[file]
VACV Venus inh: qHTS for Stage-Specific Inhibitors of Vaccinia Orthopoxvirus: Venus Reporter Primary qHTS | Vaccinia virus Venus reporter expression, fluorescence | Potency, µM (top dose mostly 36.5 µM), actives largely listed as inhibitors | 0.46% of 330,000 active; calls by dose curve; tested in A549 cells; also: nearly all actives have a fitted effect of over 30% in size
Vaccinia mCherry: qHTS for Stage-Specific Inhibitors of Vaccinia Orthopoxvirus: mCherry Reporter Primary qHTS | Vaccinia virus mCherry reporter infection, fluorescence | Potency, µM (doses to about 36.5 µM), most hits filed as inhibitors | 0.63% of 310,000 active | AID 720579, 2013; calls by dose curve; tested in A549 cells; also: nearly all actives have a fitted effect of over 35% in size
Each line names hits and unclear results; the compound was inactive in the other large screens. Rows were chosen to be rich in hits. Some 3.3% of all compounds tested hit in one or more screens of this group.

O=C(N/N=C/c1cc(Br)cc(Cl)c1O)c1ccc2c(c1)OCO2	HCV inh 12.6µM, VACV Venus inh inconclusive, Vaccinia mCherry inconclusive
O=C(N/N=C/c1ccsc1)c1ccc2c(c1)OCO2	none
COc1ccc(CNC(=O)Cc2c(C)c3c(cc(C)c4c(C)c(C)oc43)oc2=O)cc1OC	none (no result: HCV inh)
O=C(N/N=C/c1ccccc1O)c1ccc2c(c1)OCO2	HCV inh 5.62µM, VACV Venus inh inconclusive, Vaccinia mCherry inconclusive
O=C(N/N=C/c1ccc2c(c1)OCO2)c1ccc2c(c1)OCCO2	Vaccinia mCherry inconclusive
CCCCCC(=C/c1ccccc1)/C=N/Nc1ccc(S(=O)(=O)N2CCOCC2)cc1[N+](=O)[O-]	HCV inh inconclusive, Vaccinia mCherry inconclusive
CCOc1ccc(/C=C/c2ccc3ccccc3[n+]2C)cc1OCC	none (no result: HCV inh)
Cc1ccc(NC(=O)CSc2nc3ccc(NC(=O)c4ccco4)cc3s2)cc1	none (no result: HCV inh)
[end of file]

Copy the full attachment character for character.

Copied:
VACV Venus inh: qHTS for Stage-Specific Inhibitors of Vaccinia Orthopoxvirus: Venus Reporter Primary qHTS | Vaccinia virus Venus reporter expression, fluorescence | Potency, µM (top dose mostly 36.5 µM), actives largely listed as inhibitors | 0.46% of 330,000 active; calls by dose curve; tested in A549 cells; also: nearly all actives have a fitted effect of over 30% in size
Vaccinia mCherry: qHTS for Stage-Specific Inhibitors of Vaccinia Orthopoxvirus: mCherry Reporter Primary qHTS | Vaccinia virus mCherry reporter infection, fluorescence | Potency, µM (doses to about 36.5 µM), most hits filed as inhibitors | 0.63% of 310,000 active | AID 720579, 2013; calls by dose curve; tested in A549 cells; also: nearly all actives have a fitted effect of over 35% in size
Each line names hits and unclear results; the compound was inactive in the other large screens. Rows were chosen to be rich in hits. Some 3.3% of all compounds tested hit in one or more screens of this group.

O=C(N/N=C/c1cc(Br)cc(Cl)c1O)c1ccc2c(c1)OCO2	HCV inh 12.6µM, VACV Venus inh inconclusive, Vaccinia mCherry inconclusive
O=C(N/N=C/c1ccsc1)c1ccc2c(c1)OCO2	none
COc1ccc(CNC(=O)Cc2c(C)c3c(cc(C)c4c(C)c(C)oc43)oc2=O)cc1OC	none (no result: HCV inh)
O=C(N/N=C/c1ccccc1O)c1ccc2c(c1)OCO2	HCV inh 5.62µM, VACV Venus inh inconclusive, Vaccinia mCherry inconclusive
O=C(N/N=C/c1ccc2c(c1)OCO2)c1ccc2c(c1)OCCO2	Vaccinia mCherry inconclusive
CCCCCC(=C/c1ccccc1)/C=N/Nc1ccc(S(=O)(=O)N2CCOCC2)cc1[N+](=O)[O-]	HCV inh inconclusive, Vaccinia mCherry inconclusive
CCOc1ccc(/C=C/c2ccc3ccccc3[n+]2C)cc1OCC	none (no result: HCV inh)
Cc1ccc(NC(=O)CSc2nc3ccc(NC(=O)c4ccco4)cc3s2)cc1	none (no result: HCV inh)